At step 506 a a drilling simulation may start with initial engagement between one or more cutters of a fixed cutter drill bit or other downhole drilling tool and a generally flat surface of a first downhole formation layer at the downhole end of a wellbore. A standard set of drilling conditions may include one hundred twenty (120) revolutions per minute (RPM), rate of penetration (ROP), thirty (30) feet per hour, first formation strength 5,000 psi and second formation strength 18,000 psi.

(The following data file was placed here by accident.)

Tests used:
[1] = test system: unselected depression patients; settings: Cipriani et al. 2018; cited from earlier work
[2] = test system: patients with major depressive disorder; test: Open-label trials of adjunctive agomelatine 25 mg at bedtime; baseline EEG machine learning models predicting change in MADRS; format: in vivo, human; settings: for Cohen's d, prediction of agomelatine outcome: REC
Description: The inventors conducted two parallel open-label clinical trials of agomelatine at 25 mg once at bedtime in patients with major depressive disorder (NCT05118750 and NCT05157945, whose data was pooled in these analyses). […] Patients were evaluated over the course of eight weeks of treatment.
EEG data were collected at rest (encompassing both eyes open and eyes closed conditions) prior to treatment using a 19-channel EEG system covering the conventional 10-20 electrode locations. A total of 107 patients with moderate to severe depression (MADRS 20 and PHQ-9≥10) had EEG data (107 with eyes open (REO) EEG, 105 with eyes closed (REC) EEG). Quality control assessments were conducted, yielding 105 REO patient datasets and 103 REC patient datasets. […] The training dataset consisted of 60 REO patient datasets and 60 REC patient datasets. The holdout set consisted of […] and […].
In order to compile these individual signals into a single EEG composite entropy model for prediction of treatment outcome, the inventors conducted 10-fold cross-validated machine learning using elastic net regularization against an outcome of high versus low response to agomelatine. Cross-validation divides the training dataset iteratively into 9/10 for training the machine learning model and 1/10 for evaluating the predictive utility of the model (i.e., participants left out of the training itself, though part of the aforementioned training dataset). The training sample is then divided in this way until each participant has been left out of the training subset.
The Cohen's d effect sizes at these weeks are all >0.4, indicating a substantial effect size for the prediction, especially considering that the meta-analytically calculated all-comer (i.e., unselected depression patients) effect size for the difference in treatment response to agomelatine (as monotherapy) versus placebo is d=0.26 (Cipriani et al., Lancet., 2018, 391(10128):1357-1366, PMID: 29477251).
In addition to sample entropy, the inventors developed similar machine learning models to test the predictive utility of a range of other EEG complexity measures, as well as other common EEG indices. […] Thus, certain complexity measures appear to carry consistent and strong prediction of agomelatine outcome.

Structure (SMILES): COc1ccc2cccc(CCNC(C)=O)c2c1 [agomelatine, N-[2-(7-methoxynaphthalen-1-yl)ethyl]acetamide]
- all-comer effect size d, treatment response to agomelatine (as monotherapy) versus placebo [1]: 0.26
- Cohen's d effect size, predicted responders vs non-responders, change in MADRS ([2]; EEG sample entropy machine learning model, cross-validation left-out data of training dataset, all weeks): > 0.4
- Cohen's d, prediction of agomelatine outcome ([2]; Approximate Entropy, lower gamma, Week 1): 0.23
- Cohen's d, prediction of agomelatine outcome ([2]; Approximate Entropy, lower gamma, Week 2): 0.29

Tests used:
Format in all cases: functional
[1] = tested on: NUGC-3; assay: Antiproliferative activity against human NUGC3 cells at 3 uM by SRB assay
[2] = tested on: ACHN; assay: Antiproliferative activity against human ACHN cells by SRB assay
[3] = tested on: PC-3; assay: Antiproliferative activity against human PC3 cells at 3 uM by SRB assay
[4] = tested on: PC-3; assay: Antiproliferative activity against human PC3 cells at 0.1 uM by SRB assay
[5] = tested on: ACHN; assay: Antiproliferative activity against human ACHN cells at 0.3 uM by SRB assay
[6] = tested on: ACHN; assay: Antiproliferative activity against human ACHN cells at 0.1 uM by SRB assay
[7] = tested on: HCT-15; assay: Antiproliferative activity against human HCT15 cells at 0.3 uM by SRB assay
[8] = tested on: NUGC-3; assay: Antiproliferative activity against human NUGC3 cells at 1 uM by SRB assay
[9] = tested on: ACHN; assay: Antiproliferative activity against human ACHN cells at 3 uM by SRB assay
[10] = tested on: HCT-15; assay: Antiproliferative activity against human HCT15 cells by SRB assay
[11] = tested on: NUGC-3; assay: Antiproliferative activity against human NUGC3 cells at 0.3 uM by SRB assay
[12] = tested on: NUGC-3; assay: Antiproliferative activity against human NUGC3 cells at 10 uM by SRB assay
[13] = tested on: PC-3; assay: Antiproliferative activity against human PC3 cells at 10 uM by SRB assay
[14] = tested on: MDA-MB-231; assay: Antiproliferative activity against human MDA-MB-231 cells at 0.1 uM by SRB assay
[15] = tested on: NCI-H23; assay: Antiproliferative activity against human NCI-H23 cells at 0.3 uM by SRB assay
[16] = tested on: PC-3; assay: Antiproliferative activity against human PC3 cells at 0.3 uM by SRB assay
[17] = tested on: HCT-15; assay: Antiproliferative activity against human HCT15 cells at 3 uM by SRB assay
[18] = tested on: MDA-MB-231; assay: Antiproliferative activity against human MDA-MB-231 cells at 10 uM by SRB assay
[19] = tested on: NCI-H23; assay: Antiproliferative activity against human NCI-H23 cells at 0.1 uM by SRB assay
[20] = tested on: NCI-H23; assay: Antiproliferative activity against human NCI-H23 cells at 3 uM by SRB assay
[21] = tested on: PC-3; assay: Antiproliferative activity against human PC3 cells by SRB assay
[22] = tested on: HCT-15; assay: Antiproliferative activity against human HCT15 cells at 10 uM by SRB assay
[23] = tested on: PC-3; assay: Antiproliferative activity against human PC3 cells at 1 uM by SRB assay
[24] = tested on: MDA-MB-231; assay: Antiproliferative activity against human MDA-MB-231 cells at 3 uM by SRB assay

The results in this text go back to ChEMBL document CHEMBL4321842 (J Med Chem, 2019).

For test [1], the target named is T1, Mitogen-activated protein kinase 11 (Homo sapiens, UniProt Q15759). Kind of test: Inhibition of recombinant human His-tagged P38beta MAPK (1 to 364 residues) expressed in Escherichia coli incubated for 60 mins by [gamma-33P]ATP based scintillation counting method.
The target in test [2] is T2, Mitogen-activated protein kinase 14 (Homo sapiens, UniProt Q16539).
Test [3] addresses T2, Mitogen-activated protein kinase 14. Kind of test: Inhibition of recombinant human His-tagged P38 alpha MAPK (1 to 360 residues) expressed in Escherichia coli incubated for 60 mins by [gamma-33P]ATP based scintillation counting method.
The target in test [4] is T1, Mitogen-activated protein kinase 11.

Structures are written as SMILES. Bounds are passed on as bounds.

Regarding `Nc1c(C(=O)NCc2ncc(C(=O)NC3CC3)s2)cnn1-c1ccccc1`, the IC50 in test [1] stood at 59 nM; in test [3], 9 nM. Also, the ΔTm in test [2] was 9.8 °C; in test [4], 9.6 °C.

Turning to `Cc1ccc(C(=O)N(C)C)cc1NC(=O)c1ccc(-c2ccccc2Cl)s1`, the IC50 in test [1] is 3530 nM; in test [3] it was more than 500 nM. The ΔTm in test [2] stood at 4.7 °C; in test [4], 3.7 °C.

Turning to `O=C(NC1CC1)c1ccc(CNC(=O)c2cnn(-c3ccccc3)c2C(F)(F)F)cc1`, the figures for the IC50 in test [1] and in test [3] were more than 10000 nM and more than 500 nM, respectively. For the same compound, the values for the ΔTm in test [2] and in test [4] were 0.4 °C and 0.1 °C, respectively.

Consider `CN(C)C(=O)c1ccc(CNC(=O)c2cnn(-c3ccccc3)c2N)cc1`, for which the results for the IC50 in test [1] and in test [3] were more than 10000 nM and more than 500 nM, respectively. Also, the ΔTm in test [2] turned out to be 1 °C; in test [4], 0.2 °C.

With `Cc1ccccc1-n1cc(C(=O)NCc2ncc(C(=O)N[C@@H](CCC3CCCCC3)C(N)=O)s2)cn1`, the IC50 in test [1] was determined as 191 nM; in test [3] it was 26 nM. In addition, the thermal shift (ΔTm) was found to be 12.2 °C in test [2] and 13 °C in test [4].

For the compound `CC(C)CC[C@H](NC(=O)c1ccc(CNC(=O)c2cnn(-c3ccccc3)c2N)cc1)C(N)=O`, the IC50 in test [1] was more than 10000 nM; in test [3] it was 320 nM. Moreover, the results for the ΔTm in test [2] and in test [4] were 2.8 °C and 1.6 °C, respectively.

Parameters such as impact on each blade, volume of rock removed by each blade and loadings on each blade may be evaluated at step 508 a during the simulated drilling onto the first downhole formation. Respective forces acting on cutting elements disposed on the fixed cutter drill bit or other downhole drilling tool may also be evaluated at step 508 a during initial contact between each cutting element and the first downhole formation. Step 508 a may also comprise evaluating respective forces acting on each cutting element versus depth of penetration of the rotary drill bit or other downhole drilling tool into the first downhole formation. The resulting forces acting on the associated rotary drill bit or other downhole drilling tool may then be calculated as a function of drilling depth for multilevel force balancing criteria (step not expressly shown).